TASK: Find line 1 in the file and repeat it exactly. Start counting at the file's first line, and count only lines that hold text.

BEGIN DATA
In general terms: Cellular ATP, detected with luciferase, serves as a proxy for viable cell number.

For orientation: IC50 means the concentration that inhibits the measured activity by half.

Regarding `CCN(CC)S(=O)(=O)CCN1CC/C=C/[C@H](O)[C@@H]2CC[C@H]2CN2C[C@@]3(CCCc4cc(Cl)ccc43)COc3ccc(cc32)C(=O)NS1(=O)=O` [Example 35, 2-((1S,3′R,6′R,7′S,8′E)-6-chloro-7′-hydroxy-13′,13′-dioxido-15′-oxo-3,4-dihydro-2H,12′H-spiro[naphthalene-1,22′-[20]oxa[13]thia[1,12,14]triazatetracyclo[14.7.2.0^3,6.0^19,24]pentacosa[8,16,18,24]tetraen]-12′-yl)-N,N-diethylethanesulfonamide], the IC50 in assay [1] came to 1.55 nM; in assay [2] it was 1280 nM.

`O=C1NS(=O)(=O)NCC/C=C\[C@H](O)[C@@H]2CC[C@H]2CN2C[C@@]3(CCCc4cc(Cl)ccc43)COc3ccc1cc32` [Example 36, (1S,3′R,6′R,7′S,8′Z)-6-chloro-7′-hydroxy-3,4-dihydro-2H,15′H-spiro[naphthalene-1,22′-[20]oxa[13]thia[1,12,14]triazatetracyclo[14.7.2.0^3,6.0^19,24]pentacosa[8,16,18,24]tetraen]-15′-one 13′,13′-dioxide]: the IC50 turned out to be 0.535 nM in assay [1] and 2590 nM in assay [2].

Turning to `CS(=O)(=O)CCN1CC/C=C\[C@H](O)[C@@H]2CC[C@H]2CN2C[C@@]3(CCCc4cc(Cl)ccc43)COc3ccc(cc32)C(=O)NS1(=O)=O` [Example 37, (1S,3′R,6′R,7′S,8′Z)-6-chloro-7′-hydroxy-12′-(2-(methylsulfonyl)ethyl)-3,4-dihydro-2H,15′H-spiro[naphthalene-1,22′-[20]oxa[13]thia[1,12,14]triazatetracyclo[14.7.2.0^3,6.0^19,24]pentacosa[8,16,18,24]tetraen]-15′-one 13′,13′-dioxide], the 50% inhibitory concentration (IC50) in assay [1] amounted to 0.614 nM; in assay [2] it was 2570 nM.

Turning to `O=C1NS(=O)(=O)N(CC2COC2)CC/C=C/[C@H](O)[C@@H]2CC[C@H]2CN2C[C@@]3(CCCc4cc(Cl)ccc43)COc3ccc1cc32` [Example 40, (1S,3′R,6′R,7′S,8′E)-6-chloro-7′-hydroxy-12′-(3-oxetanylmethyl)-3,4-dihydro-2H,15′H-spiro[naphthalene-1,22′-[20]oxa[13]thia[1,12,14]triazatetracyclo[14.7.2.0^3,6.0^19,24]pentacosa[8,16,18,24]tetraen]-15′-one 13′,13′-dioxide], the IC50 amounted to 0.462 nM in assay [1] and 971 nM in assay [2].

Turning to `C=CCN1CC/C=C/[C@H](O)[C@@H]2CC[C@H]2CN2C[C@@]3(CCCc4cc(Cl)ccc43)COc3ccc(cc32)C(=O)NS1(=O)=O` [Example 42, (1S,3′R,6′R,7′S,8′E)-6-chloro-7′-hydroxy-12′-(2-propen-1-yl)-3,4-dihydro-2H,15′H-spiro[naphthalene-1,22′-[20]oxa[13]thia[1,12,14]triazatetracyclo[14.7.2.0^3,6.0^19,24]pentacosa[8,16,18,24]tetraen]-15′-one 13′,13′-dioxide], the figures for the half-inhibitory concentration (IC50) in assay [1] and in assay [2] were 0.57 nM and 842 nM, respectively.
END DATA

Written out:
In general terms: Cellular ATP, detected with luciferase, serves as a proxy for viable cell number.